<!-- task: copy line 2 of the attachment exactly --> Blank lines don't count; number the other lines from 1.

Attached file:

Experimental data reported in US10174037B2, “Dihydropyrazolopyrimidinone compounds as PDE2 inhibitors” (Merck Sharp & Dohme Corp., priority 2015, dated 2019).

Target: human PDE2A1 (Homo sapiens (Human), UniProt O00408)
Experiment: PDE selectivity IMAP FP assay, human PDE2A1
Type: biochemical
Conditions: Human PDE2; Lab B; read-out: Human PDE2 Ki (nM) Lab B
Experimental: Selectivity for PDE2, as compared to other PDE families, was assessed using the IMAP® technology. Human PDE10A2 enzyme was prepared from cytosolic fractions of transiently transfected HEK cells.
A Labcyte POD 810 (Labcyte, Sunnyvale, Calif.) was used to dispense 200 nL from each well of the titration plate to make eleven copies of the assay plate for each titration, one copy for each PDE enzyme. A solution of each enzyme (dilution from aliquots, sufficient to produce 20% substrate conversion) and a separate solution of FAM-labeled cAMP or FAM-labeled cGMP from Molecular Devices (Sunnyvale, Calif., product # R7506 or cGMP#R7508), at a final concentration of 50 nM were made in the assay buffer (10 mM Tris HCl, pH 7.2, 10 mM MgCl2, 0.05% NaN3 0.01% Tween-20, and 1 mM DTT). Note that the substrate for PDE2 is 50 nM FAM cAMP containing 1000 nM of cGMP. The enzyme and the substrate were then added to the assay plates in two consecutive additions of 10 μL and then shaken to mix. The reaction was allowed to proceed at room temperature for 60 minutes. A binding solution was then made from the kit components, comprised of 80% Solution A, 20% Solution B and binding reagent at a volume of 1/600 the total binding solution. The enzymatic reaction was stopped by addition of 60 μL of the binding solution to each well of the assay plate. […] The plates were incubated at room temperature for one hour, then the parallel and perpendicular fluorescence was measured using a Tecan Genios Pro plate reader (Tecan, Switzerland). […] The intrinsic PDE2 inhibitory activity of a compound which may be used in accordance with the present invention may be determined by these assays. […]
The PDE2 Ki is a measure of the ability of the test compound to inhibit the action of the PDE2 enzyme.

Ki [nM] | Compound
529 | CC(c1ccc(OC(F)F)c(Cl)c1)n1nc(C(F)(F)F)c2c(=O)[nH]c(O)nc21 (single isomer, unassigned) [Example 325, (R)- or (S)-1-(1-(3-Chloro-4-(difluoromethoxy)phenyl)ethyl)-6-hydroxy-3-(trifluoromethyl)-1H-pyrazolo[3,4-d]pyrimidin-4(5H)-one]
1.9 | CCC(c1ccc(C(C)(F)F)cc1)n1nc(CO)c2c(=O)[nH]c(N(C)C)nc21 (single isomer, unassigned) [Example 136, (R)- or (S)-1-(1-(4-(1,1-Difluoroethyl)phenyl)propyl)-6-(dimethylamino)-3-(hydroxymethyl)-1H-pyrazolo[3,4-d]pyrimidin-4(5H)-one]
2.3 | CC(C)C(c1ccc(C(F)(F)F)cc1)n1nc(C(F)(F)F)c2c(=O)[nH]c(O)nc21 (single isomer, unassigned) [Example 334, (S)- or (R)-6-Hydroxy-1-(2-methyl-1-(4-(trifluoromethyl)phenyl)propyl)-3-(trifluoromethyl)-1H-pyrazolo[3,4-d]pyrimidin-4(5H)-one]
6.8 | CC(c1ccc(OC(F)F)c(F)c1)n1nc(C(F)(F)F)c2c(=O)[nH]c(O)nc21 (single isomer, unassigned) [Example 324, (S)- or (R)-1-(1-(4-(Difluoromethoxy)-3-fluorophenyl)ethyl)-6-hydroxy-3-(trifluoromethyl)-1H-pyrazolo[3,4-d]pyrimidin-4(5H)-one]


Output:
Target: human PDE2A1 (Homo sapiens (Human), UniProt O00408)